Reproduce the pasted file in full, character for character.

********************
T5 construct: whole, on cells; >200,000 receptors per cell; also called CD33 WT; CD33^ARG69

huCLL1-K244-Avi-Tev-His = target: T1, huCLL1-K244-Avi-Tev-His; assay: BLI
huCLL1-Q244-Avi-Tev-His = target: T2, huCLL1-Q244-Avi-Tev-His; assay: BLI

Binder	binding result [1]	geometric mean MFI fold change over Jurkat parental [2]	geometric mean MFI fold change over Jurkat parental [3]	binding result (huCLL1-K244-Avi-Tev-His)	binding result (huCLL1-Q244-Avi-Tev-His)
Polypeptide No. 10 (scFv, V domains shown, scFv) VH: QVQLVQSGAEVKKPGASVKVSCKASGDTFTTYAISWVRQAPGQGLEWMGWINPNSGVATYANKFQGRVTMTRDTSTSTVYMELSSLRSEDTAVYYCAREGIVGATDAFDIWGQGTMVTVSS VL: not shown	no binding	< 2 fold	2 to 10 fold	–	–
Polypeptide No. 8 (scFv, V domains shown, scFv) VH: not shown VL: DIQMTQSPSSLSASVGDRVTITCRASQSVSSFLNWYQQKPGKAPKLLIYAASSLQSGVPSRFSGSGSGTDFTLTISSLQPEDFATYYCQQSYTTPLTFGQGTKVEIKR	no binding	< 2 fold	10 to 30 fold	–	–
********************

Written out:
T5 construct: whole, on cells; >200,000 receptors per cell; also called CD33 WT; CD33^ARG69

huCLL1-K244-Avi-Tev-His = target: T1, huCLL1-K244-Avi-Tev-His; assay: BLI
huCLL1-Q244-Avi-Tev-His = target: T2, huCLL1-Q244-Avi-Tev-His; assay: BLI

Binder	binding result [1]	geometric mean MFI fold change over Jurkat parental [2]	geometric mean MFI fold change over Jurkat parental [3]	binding result (huCLL1-K244-Avi-Tev-His)	binding result (huCLL1-Q244-Avi-Tev-His)
Polypeptide No. 10 (scFv, V domains shown, scFv) VH: QVQLVQSGAEVKKPGASVKVSCKASGDTFTTYAISWVRQAPGQGLEWMGWINPNSGVATYANKFQGRVTMTRDTSTSTVYMELSSLRSEDTAVYYCAREGIVGATDAFDIWGQGTMVTVSS VL: not shown	no binding	< 2 fold	2 to 10 fold	–	–
Polypeptide No. 8 (scFv, V domains shown, scFv) VH: not shown VL: DIQMTQSPSSLSASVGDRVTITCRASQSVSSFLNWYQQKPGKAPKLLIYAASSLQSGVPSRFSGSGSGTDFTLTISSLQPEDFATYYCQQSYTTPLTFGQGTKVEIKR	no binding	< 2 fold	10 to 30 fold	–	–